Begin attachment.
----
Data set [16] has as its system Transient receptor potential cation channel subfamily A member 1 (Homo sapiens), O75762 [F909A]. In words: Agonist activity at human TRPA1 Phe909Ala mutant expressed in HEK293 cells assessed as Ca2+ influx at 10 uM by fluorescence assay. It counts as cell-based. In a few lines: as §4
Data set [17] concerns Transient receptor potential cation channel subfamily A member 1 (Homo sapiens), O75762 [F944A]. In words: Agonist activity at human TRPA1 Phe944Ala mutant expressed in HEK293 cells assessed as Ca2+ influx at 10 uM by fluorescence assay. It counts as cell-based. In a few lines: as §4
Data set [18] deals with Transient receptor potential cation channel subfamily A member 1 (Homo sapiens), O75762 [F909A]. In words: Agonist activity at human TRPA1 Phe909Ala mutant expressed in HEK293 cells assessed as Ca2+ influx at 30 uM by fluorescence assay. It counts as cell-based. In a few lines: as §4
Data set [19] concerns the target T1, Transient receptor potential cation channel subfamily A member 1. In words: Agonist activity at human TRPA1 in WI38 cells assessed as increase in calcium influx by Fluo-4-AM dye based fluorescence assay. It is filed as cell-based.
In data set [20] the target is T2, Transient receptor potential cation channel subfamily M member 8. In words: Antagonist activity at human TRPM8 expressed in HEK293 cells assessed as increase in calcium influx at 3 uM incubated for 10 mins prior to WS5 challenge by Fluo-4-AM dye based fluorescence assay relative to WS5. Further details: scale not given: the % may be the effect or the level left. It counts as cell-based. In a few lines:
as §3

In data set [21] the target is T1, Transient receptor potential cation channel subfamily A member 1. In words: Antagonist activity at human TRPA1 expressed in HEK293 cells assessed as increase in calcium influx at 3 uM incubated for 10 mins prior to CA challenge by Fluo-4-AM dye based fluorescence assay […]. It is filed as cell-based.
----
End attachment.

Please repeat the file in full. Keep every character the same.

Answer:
Data set [16] has as its system Transient receptor potential cation channel subfamily A member 1 (Homo sapiens), O75762 [F909A]. In words: Agonist activity at human TRPA1 Phe909Ala mutant expressed in HEK293 cells assessed as Ca2+ influx at 10 uM by fluorescence assay. It counts as cell-based. In a few lines: as §4
Data set [17] concerns Transient receptor potential cation channel subfamily A member 1 (Homo sapiens), O75762 [F944A]. In words: Agonist activity at human TRPA1 Phe944Ala mutant expressed in HEK293 cells assessed as Ca2+ influx at 10 uM by fluorescence assay. It counts as cell-based. In a few lines: as §4
Data set [18] deals with Transient receptor potential cation channel subfamily A member 1 (Homo sapiens), O75762 [F909A]. In words: Agonist activity at human TRPA1 Phe909Ala mutant expressed in HEK293 cells assessed as Ca2+ influx at 30 uM by fluorescence assay. It counts as cell-based. In a few lines: as §4
Data set [19] concerns the target T1, Transient receptor potential cation channel subfamily A member 1. In words: Agonist activity at human TRPA1 in WI38 cells assessed as increase in calcium influx by Fluo-4-AM dye based fluorescence assay. It is filed as cell-based.
In data set [20] the target is T2, Transient receptor potential cation channel subfamily M member 8. In words: Antagonist activity at human TRPM8 expressed in HEK293 cells assessed as increase in calcium influx at 3 uM incubated for 10 mins prior to WS5 challenge by Fluo-4-AM dye based fluorescence assay relative to WS5. Further details: scale not given: the % may be the effect or the level left. It counts as cell-based. In a few lines:
as §3

In data set [21] the target is T1, Transient receptor potential cation channel subfamily A member 1. In words: Antagonist activity at human TRPA1 expressed in HEK293 cells assessed as increase in calcium influx at 3 uM incubated for 10 mins prior to CA challenge by Fluo-4-AM dye based fluorescence assay […]. It is filed as cell-based.